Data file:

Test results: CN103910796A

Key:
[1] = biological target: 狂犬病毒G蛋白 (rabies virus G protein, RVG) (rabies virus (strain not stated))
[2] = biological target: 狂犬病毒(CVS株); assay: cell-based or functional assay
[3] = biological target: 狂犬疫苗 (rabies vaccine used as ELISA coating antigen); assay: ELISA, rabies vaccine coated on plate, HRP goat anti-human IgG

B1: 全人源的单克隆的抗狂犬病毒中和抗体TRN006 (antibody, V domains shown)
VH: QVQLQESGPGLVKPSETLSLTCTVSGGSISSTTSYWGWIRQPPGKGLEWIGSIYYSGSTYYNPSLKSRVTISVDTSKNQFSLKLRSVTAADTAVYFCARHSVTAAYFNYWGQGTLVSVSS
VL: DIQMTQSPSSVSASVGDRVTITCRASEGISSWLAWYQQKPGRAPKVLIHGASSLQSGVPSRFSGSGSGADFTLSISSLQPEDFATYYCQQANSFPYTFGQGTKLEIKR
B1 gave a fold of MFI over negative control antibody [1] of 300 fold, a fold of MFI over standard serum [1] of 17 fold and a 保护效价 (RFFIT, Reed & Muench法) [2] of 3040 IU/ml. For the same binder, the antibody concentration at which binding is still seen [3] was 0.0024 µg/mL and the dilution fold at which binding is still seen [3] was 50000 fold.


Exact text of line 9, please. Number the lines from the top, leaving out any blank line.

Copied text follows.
B1 gave a fold of MFI over negative control antibody [1] of 300 fold, a fold of MFI over standard serum [1] of 17 fold and a 保护效价 (RFFIT, Reed & Muench法) [2] of 3040 IU/ml. For the same binder, the antibody concentration at which binding is still seen [3] was 0.0024 µg/mL and the dilution fold at which binding is still seen [3] was 50000 fold.